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Surmounting the Disconnect in Practical Lessons between Curriculum Expectations and Learners’ Prior Experiences

Adri Du Toit ()
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Adri Du Toit: Faculty of Education, North-West University, South Africa

Proceedings of the 19th International RAIS Conference, October 18-19, 2020 from Research Association for Interdisciplinary Studies

Abstract: Home Economics, Consumer Studies and other similar subjects can contribute valuable learning to the lives of learners. Efforts to globalize the contents of these subjects have, however, occasionally led to a loss of cultural inclusivity in curricula, as has been the case in South Africa. Notwithstanding the South African educational landscape needing to cater for diverse cultures, the Consumer Studies curriculum still mainly focuses on Western knowledge and skills, particularly the selection of products that learners must make in food production lessons. This leaves especially African learners feeling disconnected and unmotivated to perform well or succeed in the subject. The overarching aim of the research was to frame recommendations in the form of practical suggestions as part of efforts to surmount this disconnect in order to broaden the perceived and experienced value of food production in Consumer Studies for a wider range of culturally diverse South African learners. A qualitative case study was employed to explore if and how a Consumer Studies teacher at a school consisting of mostly African learners was attempting to overcome the disconnect between the curriculum expectations and learners’ prior experiences. Interviews and site visits were conducted to collect data, and the data were then thematically analyzed from an interpretivist perspective. The findings indicate a substantial disconnect between the expectations of the teacher (informed by curriculum requirements) and the prior experiences and learning expectations of her learners, especially as regards the qualities of successful food products. Two recommendations are made: first, the teacher should use demonstrations as a teaching method to improve learners’ familiarity with products; and second, clear visual images should be displayed to learners to aid them in understanding the expected outcomes of the products they have to make in practical lessons.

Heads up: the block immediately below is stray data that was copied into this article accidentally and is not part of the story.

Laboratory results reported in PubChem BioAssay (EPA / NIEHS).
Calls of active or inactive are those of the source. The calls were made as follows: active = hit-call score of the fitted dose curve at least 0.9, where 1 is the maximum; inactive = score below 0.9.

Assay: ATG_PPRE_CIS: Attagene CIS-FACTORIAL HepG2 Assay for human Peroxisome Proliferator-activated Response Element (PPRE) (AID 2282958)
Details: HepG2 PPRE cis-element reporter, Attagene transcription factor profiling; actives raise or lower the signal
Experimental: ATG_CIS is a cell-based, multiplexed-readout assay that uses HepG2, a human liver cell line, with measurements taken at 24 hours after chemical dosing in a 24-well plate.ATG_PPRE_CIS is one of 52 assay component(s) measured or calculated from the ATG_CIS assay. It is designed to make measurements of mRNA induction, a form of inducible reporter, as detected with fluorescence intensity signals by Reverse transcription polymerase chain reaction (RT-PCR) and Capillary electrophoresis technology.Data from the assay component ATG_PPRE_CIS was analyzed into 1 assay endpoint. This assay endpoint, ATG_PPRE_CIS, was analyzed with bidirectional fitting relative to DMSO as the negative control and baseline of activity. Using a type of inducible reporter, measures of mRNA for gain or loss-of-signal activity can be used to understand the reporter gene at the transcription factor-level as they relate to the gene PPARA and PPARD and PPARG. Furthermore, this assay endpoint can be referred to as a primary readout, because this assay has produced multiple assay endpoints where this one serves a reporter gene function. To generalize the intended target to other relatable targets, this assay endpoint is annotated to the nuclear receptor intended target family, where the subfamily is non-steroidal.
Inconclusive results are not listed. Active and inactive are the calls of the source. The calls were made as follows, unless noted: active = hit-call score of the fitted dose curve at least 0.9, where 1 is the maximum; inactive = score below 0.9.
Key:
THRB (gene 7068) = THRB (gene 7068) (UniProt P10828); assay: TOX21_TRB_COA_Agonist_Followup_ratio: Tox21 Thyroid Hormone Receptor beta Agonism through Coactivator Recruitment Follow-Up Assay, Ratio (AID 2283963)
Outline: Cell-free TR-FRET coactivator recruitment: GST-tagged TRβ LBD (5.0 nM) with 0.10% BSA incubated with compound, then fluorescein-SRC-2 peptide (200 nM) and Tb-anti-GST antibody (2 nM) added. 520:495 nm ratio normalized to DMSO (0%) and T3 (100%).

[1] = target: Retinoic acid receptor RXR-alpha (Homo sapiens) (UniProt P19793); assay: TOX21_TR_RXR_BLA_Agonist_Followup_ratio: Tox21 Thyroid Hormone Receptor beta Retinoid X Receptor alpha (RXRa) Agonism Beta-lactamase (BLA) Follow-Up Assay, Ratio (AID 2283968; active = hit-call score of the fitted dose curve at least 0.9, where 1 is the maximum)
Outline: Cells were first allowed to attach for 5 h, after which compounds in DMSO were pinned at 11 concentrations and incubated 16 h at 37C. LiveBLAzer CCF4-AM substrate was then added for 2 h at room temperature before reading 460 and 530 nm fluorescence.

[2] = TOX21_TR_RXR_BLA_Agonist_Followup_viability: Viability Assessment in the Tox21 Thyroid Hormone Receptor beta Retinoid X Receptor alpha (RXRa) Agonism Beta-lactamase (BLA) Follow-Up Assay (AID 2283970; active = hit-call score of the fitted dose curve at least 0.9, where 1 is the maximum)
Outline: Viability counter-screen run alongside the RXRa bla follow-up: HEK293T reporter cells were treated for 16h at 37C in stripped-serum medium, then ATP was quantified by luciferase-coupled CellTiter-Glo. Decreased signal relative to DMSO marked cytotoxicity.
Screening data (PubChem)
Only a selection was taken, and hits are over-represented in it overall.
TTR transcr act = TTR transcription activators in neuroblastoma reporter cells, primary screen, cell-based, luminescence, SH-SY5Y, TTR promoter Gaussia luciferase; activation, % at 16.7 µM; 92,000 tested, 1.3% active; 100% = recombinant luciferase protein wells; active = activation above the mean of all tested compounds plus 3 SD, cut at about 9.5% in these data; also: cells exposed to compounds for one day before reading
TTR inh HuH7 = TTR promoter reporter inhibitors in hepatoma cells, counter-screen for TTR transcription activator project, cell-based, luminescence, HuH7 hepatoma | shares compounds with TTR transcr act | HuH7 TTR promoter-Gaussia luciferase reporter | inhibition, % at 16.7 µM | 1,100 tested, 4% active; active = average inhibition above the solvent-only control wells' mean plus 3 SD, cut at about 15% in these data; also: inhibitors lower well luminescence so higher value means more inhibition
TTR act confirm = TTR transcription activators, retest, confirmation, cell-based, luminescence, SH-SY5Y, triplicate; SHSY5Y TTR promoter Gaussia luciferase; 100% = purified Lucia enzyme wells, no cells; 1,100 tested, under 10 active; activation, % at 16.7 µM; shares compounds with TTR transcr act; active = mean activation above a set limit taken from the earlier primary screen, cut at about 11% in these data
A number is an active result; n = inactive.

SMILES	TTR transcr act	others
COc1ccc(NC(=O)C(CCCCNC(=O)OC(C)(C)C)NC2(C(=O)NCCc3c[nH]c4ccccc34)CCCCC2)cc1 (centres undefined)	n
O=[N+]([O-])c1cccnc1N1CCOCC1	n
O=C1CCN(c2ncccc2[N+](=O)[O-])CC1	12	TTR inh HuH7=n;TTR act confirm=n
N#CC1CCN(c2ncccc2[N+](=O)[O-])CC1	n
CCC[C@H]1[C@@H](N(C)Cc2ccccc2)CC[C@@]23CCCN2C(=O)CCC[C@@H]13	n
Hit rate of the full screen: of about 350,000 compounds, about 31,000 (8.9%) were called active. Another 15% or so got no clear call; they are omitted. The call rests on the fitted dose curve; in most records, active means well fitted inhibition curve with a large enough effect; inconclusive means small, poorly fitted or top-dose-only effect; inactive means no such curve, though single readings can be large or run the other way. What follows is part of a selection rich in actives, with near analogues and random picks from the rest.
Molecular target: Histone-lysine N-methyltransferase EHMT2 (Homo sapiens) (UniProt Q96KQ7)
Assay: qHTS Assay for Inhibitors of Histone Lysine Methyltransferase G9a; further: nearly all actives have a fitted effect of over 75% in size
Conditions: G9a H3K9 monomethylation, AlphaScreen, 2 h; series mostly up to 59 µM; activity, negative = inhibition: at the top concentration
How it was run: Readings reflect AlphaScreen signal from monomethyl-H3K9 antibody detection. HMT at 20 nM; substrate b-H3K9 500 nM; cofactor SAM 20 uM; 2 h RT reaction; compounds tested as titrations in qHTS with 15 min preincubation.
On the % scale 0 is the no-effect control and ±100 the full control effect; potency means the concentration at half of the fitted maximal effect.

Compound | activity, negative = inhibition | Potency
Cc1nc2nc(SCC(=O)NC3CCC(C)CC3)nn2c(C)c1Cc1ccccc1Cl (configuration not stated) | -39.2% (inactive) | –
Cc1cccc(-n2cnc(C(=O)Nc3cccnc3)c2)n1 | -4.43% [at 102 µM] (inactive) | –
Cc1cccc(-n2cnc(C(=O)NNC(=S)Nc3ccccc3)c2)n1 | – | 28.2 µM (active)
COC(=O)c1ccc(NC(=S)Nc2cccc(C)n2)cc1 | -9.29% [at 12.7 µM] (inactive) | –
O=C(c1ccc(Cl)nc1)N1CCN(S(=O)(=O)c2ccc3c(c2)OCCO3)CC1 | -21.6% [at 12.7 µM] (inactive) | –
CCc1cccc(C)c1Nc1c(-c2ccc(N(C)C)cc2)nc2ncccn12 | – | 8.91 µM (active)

Keywords: Consumer Studies; cultural inclusivity; curriculum expectations; demonstrations; food production lessons; visual aids (search for similar items in EconPapers)
Pages: 7 pages
Date: 2020-10
New Economics Papers: this item is included in nep-afr
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Published in Proceedings of the 19th International RAIS Conference on Social Sciences and Humanities, October 18-19, 2020, pages 67-75

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